What the study didn’t glean is which comes first: excessive internet use or depression. In other words… are depressed people drawn to the internet or does the internet cause depression?”

Here is one more interesting quote I just have to share:

“While many of us use the internet to pay bills, shop and send emails, there is a small subset of the population who find it hard to control how much time they spend online, to the point where it interferes with their daily activities.”

This is a really interesting study. Read more about it here in Science Daily, and come back and tell me what you think.Oh, you can also read the complete abstract with methodology and other pertinent information at Psychopathology.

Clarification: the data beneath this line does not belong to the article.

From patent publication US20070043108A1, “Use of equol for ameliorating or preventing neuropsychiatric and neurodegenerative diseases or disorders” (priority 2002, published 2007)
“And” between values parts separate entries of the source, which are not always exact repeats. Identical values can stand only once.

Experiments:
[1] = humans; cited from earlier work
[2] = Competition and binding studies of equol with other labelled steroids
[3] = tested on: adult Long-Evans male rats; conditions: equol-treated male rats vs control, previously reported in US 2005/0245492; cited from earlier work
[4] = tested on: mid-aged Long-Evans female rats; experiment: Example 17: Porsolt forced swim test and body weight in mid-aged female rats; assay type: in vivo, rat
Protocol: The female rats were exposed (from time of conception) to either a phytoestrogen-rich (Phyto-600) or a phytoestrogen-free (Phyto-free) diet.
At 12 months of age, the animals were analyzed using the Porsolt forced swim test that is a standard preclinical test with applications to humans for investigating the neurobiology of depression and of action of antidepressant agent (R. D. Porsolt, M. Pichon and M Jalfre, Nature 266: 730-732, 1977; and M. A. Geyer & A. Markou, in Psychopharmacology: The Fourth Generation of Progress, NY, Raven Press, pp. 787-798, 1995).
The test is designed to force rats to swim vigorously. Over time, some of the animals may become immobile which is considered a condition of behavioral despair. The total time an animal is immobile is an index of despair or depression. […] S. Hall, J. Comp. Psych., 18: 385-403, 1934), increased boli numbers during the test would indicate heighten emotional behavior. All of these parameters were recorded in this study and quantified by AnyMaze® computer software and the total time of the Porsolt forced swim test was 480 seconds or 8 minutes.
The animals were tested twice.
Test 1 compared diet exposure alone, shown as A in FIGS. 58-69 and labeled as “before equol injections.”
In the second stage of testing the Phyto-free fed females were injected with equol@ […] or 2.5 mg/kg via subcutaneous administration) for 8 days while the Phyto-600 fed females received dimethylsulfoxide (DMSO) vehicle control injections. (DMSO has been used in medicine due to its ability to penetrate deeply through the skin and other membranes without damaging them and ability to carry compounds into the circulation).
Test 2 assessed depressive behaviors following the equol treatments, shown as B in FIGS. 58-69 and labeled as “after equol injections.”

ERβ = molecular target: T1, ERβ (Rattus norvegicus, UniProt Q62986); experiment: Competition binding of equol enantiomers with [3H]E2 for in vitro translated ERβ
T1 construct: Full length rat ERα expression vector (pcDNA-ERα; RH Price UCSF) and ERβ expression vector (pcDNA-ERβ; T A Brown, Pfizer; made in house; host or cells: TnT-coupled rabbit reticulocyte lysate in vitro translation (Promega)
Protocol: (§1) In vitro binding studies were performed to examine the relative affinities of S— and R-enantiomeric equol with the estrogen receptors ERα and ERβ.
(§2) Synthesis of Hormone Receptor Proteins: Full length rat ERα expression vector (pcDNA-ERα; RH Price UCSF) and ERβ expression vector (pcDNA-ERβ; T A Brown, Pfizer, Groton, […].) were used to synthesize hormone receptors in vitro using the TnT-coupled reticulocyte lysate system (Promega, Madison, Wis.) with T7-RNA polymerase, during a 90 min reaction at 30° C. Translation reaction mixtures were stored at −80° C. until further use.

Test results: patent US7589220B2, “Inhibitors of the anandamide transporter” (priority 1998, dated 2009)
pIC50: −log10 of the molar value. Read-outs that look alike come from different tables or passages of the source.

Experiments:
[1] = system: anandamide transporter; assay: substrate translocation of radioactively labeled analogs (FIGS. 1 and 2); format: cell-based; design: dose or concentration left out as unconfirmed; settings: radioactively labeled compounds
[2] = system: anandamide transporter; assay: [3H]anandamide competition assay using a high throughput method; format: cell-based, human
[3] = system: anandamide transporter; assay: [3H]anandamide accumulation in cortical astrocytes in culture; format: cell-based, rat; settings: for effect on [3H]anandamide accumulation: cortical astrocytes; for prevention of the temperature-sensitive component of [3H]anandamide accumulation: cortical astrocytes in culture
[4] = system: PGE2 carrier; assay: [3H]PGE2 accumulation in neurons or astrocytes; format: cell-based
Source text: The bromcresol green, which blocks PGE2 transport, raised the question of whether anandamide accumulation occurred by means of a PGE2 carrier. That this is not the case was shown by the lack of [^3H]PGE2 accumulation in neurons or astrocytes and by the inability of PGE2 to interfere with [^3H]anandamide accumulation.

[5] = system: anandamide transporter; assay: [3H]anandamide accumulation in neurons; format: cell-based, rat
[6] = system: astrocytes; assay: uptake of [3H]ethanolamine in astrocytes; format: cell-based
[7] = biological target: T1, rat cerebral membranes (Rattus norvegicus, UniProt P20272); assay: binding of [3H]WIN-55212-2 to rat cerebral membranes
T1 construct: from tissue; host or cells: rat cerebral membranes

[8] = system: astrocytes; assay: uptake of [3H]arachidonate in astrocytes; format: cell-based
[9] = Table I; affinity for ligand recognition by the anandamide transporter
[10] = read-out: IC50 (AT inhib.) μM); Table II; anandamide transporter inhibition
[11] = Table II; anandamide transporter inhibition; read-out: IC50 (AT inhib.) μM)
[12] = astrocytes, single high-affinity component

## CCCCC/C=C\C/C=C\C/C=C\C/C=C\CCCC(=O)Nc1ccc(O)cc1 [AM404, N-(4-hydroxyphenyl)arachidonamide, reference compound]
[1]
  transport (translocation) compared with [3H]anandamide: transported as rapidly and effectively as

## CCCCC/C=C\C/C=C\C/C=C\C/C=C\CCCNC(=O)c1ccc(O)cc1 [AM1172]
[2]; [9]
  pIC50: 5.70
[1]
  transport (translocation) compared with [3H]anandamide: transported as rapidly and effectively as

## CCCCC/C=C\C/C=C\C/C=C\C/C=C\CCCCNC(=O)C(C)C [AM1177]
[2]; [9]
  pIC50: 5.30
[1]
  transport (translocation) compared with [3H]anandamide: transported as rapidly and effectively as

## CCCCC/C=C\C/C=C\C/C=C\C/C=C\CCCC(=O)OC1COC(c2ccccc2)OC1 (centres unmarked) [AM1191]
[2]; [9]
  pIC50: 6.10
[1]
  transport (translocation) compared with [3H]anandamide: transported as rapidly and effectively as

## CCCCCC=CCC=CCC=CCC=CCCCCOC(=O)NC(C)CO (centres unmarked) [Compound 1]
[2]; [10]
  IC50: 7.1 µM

I have two days left as the community manager of a site that has been at the core of my professional existence for nearly three years. I am trying to detach because it’s the right thing to do but it isn’t as easy as I thought it would be.

Many of you may have already experienced this. Perhaps you launched a community and moved on and you  understand what I’m going through.  Others may not have done this yet but know that you will someday leave your community behind for something bigger and better, or simply less stressful.

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February 2010

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This is a personal blog. The opinions expressed here represent my own and not those of my employer. Feel free to challenge me, disagree with me, or tell me I’m completely nuts in the comments section of each blog entry.